Many applications contain content and functionality which is not
directly linked from the main visible content, such as functionality
for testing or debugging purposes that was not removed
.


For example, if you have found:






Then probably you can try:

Discovering Hidden Content


To find this hidden content, there are a few methods:


Brute
-
force technique


Attempt to access common pages, such as
account.php
,
account.php
,
admin.php
,
agent.php
, etc.


Inference from published content


By inferring from the resources already identified within the application,
it is possible to fine
-
tune your automated enumerations exercise to
increase the likelihood of discovering further hidden content.


Use of public information


There may be content and functionality that is not presently linked from
its main content, but has been linked in the past.


Leveraging the web server


Vulnerabilities may exist at the web server layer that enable you to
discover content and functionality that is not linked within the web
application itself, such as listing the contents of a directory or obtaining
the raw source for dynamic server
-
executable pages.


Burper

Intruder
(http://
www.portswigger.net
/burp/
intruder.html
)
can be
used to iterate through a list of common
directory
names and collect response status

A

result of Burp Intruder

Application Pages
vs

Functional Paths


Pre
-
application days of the World Wide Web had web servers function
as repositories of static information, with URLs behaving effectively as
filenames.


Authors would simply create a bunch of files and drop them in a
specific directory accessible by the web server.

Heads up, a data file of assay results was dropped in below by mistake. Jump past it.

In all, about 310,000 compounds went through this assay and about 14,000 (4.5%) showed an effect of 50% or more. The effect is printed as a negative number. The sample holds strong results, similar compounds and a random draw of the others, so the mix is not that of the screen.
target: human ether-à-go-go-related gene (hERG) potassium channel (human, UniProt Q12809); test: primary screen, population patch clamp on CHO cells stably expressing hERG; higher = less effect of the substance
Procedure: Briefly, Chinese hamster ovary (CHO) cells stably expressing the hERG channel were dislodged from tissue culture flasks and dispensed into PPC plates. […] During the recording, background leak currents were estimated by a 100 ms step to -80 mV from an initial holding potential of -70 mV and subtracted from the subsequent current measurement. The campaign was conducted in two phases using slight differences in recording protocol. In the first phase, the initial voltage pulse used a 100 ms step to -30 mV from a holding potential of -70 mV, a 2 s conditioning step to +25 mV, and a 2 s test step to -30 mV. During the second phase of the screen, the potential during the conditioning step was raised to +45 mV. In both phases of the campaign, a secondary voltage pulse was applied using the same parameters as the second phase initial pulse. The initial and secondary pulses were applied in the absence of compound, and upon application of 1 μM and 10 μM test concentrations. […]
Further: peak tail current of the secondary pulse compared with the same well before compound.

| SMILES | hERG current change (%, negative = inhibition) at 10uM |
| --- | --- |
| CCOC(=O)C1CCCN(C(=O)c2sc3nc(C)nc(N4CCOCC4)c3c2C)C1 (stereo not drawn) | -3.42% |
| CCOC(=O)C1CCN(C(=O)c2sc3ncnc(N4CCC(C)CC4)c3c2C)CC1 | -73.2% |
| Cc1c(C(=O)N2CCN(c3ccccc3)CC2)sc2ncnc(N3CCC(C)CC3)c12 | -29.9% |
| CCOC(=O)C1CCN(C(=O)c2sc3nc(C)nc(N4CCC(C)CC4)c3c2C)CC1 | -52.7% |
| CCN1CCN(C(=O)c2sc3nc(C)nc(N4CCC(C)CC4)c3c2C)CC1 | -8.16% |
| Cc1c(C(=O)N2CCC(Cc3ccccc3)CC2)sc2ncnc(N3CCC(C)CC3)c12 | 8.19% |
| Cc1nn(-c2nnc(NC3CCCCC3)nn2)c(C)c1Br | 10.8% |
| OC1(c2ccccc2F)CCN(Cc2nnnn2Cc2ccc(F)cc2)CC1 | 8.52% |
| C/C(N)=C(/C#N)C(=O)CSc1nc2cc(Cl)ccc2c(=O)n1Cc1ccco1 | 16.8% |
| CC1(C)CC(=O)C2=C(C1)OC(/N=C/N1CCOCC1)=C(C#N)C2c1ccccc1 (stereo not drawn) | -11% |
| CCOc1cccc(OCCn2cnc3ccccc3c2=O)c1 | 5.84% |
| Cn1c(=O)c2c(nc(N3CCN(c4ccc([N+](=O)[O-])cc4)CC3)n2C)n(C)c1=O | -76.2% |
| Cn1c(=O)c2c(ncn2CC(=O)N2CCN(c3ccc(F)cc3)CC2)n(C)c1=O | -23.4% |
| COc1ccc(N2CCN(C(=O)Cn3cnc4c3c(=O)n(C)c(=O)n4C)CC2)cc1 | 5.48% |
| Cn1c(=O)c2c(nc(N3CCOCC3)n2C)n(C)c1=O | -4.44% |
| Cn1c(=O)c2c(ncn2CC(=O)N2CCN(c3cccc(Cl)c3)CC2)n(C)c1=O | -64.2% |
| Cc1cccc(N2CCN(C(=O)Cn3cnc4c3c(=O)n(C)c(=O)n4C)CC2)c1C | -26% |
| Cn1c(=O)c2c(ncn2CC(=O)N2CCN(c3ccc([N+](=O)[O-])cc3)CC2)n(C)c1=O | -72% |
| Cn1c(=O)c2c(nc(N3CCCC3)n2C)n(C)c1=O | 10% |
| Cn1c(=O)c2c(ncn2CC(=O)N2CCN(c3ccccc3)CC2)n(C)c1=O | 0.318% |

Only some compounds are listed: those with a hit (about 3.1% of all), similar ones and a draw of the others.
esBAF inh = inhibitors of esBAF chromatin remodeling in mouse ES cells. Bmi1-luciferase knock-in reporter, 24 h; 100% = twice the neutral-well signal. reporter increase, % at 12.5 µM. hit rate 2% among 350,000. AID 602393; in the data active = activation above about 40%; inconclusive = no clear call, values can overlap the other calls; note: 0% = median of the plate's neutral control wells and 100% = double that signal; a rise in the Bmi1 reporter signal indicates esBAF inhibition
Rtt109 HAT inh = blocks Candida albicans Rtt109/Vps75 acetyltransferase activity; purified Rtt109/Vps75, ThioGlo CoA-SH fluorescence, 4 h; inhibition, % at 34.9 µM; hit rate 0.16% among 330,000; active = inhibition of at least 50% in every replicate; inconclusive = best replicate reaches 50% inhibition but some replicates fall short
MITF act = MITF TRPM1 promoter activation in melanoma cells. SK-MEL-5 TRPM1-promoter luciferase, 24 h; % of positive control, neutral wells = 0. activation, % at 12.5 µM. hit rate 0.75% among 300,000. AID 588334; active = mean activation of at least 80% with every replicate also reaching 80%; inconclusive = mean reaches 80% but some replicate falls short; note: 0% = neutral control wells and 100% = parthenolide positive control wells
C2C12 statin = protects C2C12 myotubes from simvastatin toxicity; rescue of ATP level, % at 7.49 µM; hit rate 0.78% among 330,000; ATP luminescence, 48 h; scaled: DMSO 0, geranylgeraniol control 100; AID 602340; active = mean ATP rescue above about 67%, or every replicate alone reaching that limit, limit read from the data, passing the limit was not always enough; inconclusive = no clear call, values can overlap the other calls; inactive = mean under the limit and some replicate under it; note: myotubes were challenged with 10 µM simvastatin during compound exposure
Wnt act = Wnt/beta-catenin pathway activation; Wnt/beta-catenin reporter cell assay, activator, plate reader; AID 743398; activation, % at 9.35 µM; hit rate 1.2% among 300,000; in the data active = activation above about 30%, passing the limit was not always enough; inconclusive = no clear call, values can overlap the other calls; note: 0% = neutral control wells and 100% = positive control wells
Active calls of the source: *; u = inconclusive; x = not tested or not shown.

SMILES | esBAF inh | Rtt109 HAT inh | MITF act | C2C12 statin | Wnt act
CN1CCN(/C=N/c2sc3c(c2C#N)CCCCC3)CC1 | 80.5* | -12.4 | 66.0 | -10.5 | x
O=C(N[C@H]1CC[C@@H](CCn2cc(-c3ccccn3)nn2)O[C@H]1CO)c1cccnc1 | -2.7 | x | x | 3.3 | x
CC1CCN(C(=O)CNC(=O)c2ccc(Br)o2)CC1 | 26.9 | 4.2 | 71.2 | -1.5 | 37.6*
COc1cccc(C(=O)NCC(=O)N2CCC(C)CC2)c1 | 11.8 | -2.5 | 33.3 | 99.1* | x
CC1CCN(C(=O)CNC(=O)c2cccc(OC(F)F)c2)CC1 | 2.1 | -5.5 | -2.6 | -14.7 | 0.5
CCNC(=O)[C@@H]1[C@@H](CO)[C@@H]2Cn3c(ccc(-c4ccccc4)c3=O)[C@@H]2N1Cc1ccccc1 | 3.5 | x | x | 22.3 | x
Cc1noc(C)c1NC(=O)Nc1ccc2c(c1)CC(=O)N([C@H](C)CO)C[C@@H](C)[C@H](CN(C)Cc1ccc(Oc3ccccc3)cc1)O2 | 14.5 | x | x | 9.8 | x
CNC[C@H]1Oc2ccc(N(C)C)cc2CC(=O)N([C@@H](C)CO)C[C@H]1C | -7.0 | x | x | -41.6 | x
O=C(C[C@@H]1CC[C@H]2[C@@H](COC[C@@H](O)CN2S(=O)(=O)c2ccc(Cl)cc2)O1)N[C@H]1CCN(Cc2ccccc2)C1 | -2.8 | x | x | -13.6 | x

Although the evolution of web application has fundamentally changed,
the picture is still applicable to the majority of web application content
and functionality.


Applications can be identified using a request parameter rather than a
URL, and the URL is the same for each request, which is known as a
functional path
. For example:

An example of functional paths

Analyzing the Application


Analyzing the application

s functionality in order to identify key
attack surfaces allows a person to probe the application for
exploitable vulnerabilities.


Key areas to investigate are:


Core functionality of the application


Peripheral behavior of the application, including off
-
site links, error
messages, logging functions, redirects, etc.


Core security mechanisms and how they function, including
management of session state, access controls, and authentication
mechanisms


Different locations at which user
-
supplied input is processed by the
application


Technologies employed on the client side


Technologies employed on the server side


Other details that may be gleaned about the internal structure and
functionality of the server
-
side application

Analyzing the Application (cont.)


The majority of ways in which the application captures user
input for server
-
side processing are:


Every URL string up to the query string marker


Every parameter submitted within the URL query string


Every parameter submitted within the body of a POST request


Every cookie


Every other HTTP header that in rare cases may be processed by
the
application

Analyzing the Application (cont.)


Further, the application could get input from:


A
web mail application which processes and renders email messages
received via SMTP


A publishing application that contains a function to retrieve content
via HTTP from another server


An intrusion detection application that gathers data using a network